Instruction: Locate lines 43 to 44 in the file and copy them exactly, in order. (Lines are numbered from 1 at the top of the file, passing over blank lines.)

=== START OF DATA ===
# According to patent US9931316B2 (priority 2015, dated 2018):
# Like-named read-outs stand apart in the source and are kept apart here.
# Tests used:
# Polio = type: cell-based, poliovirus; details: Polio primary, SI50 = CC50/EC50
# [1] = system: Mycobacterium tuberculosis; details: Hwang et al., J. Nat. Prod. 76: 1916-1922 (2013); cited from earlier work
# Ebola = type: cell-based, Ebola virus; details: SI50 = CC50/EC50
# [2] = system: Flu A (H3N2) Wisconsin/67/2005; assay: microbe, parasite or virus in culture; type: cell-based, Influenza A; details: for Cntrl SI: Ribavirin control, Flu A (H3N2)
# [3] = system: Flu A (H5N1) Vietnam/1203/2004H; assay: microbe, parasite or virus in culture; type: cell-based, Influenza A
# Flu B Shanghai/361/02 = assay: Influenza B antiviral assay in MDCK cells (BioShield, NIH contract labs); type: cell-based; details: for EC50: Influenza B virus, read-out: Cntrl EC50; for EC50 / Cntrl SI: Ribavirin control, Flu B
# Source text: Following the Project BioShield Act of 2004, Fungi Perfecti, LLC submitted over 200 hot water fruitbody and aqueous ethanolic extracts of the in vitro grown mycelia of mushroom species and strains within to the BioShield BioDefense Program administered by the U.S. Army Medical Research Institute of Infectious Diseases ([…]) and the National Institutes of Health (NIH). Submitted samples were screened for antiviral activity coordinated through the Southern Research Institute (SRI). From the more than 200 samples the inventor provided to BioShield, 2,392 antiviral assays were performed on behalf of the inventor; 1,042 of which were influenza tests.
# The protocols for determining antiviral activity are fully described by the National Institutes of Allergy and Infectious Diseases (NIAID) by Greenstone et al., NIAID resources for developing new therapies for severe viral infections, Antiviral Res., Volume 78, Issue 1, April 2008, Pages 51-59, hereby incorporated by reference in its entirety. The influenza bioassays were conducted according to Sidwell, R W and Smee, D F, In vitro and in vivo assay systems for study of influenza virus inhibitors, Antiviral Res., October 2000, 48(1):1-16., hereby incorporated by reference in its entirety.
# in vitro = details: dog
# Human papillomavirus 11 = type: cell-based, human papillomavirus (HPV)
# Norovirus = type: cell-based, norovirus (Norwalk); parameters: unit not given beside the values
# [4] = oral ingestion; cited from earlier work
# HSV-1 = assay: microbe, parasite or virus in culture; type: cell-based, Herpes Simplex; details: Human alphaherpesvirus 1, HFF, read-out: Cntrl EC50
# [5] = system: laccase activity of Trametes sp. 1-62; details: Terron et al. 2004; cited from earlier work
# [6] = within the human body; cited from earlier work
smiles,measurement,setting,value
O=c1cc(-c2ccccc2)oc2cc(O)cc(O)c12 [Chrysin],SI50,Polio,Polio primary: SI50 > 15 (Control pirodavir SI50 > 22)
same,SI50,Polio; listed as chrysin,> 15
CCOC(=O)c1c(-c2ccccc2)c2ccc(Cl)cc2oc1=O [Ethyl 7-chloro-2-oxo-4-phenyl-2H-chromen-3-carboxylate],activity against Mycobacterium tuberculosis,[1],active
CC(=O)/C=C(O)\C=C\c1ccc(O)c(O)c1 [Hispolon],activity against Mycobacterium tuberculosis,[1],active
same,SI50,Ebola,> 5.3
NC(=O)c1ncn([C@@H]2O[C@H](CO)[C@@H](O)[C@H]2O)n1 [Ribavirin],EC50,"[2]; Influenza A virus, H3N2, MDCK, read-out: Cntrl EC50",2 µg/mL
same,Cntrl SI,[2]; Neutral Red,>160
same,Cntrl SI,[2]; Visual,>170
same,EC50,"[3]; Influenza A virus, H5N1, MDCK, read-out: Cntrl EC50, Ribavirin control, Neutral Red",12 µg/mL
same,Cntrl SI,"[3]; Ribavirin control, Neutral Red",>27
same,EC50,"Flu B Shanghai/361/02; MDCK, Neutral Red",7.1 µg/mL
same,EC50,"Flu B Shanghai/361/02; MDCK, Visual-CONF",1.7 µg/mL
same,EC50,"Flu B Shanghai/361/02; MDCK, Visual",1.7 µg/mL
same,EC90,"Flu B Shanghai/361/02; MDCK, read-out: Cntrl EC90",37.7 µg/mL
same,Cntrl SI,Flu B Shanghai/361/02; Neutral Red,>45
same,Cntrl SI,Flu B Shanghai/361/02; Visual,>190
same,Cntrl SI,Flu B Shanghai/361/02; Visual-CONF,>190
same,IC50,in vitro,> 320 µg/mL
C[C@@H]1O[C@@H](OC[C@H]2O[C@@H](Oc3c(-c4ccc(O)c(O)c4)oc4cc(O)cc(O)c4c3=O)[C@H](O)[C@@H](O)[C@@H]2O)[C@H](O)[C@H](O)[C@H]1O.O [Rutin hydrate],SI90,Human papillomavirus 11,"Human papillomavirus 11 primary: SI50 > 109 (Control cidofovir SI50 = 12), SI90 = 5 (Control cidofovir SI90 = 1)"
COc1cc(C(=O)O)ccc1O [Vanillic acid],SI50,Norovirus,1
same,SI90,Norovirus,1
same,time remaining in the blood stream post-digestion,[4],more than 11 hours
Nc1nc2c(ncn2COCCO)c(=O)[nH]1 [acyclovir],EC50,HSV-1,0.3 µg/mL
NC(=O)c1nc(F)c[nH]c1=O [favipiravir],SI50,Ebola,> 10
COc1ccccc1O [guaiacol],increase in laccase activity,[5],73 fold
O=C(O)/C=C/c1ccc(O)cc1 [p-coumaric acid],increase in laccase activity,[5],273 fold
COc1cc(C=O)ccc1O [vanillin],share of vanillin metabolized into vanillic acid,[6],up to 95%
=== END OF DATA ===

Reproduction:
NC(=O)c1nc(F)c[nH]c1=O [favipiravir],SI50,Ebola,> 10
COc1ccccc1O [guaiacol],increase in laccase activity,[5],73 fold